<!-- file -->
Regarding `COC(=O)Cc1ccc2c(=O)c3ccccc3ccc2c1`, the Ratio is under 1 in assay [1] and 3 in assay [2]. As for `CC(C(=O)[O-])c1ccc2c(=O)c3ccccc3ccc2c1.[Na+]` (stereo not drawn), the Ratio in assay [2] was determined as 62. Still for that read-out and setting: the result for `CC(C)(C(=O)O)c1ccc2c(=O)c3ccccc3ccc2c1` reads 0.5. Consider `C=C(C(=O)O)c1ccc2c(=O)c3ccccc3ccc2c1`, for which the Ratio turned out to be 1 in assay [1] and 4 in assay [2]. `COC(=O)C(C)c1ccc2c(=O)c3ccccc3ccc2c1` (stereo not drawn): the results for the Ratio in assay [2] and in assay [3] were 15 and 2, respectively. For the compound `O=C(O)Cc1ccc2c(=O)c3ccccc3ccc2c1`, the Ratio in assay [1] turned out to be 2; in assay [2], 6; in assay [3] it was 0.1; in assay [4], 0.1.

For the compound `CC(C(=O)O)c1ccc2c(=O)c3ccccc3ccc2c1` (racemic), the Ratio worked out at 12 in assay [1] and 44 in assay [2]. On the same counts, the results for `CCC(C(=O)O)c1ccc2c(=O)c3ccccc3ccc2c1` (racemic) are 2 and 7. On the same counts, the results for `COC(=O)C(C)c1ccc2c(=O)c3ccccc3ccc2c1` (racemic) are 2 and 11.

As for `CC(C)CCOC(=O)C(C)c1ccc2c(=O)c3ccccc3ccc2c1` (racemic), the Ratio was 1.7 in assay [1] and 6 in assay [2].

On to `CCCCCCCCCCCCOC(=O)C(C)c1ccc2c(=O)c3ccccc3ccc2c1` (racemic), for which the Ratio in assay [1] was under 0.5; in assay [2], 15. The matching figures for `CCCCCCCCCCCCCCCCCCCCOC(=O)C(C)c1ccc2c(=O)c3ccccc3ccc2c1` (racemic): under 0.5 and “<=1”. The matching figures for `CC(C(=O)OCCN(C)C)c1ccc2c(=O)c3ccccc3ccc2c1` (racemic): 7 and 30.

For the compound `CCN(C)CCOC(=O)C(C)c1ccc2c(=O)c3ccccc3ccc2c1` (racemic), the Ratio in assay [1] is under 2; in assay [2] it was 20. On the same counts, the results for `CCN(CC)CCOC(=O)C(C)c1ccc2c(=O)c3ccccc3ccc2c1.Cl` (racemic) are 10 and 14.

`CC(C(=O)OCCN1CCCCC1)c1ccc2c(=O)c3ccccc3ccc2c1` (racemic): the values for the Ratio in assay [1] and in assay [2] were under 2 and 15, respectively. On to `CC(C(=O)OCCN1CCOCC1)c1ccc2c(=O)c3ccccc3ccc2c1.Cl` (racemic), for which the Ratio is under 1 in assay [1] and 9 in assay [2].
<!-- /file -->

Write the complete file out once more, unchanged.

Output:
Regarding `COC(=O)Cc1ccc2c(=O)c3ccccc3ccc2c1`, the Ratio is under 1 in assay [1] and 3 in assay [2]. As for `CC(C(=O)[O-])c1ccc2c(=O)c3ccccc3ccc2c1.[Na+]` (stereo not drawn), the Ratio in assay [2] was determined as 62. Still for that read-out and setting: the result for `CC(C)(C(=O)O)c1ccc2c(=O)c3ccccc3ccc2c1` reads 0.5. Consider `C=C(C(=O)O)c1ccc2c(=O)c3ccccc3ccc2c1`, for which the Ratio turned out to be 1 in assay [1] and 4 in assay [2]. `COC(=O)C(C)c1ccc2c(=O)c3ccccc3ccc2c1` (stereo not drawn): the results for the Ratio in assay [2] and in assay [3] were 15 and 2, respectively. For the compound `O=C(O)Cc1ccc2c(=O)c3ccccc3ccc2c1`, the Ratio in assay [1] turned out to be 2; in assay [2], 6; in assay [3] it was 0.1; in assay [4], 0.1.

For the compound `CC(C(=O)O)c1ccc2c(=O)c3ccccc3ccc2c1` (racemic), the Ratio worked out at 12 in assay [1] and 44 in assay [2]. On the same counts, the results for `CCC(C(=O)O)c1ccc2c(=O)c3ccccc3ccc2c1` (racemic) are 2 and 7. On the same counts, the results for `COC(=O)C(C)c1ccc2c(=O)c3ccccc3ccc2c1` (racemic) are 2 and 11.

As for `CC(C)CCOC(=O)C(C)c1ccc2c(=O)c3ccccc3ccc2c1` (racemic), the Ratio was 1.7 in assay [1] and 6 in assay [2].

On to `CCCCCCCCCCCCOC(=O)C(C)c1ccc2c(=O)c3ccccc3ccc2c1` (racemic), for which the Ratio in assay [1] was under 0.5; in assay [2], 15. The matching figures for `CCCCCCCCCCCCCCCCCCCCOC(=O)C(C)c1ccc2c(=O)c3ccccc3ccc2c1` (racemic): under 0.5 and “<=1”. The matching figures for `CC(C(=O)OCCN(C)C)c1ccc2c(=O)c3ccccc3ccc2c1` (racemic): 7 and 30.

For the compound `CCN(C)CCOC(=O)C(C)c1ccc2c(=O)c3ccccc3ccc2c1` (racemic), the Ratio in assay [1] is under 2; in assay [2] it was 20. On the same counts, the results for `CCN(CC)CCOC(=O)C(C)c1ccc2c(=O)c3ccccc3ccc2c1.Cl` (racemic) are 10 and 14.

`CC(C(=O)OCCN1CCCCC1)c1ccc2c(=O)c3ccccc3ccc2c1` (racemic): the values for the Ratio in assay [1] and in assay [2] were under 2 and 15, respectively. On to `CC(C(=O)OCCN1CCOCC1)c1ccc2c(=O)c3ccccc3ccc2c1.Cl` (racemic), for which the Ratio is under 1 in assay [1] and 9 in assay [2].